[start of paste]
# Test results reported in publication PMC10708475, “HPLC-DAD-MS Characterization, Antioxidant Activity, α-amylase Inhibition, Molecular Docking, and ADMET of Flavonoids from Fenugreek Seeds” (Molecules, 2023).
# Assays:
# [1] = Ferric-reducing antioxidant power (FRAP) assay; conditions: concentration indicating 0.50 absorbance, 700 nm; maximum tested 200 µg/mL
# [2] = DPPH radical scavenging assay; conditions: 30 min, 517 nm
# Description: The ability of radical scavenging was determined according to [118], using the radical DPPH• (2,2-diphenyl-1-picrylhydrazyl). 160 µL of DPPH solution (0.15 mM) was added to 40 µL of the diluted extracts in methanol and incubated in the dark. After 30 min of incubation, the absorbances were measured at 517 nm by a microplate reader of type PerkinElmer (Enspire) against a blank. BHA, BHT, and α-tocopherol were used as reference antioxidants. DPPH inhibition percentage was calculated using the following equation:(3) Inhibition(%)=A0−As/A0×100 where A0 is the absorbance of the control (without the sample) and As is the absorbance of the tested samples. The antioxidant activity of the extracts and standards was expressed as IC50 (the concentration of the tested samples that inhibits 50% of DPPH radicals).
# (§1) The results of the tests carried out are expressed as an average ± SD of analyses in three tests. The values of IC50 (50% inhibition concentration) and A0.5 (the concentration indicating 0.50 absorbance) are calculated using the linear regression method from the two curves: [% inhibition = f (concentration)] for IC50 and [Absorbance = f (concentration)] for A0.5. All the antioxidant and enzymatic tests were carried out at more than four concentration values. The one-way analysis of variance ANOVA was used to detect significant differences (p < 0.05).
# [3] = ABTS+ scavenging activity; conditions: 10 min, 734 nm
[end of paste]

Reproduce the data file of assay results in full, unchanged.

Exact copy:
# Test results reported in publication PMC10708475, “HPLC-DAD-MS Characterization, Antioxidant Activity, α-amylase Inhibition, Molecular Docking, and ADMET of Flavonoids from Fenugreek Seeds” (Molecules, 2023).
# Assays:
# [1] = Ferric-reducing antioxidant power (FRAP) assay; conditions: concentration indicating 0.50 absorbance, 700 nm; maximum tested 200 µg/mL
# [2] = DPPH radical scavenging assay; conditions: 30 min, 517 nm
# Description: The ability of radical scavenging was determined according to [118], using the radical DPPH• (2,2-diphenyl-1-picrylhydrazyl). 160 µL of DPPH solution (0.15 mM) was added to 40 µL of the diluted extracts in methanol and incubated in the dark. After 30 min of incubation, the absorbances were measured at 517 nm by a microplate reader of type PerkinElmer (Enspire) against a blank. BHA, BHT, and α-tocopherol were used as reference antioxidants. DPPH inhibition percentage was calculated using the following equation:(3) Inhibition(%)=A0−As/A0×100 where A0 is the absorbance of the control (without the sample) and As is the absorbance of the tested samples. The antioxidant activity of the extracts and standards was expressed as IC50 (the concentration of the tested samples that inhibits 50% of DPPH radicals).
# (§1) The results of the tests carried out are expressed as an average ± SD of analyses in three tests. The values of IC50 (50% inhibition concentration) and A0.5 (the concentration indicating 0.50 absorbance) are calculated using the linear regression method from the two curves: [% inhibition = f (concentration)] for IC50 and [Absorbance = f (concentration)] for A0.5. All the antioxidant and enzymatic tests were carried out at more than four concentration values. The one-way analysis of variance ANOVA was used to detect significant differences (p < 0.05).
# [3] = ABTS+ scavenging activity; conditions: 10 min, 734 nm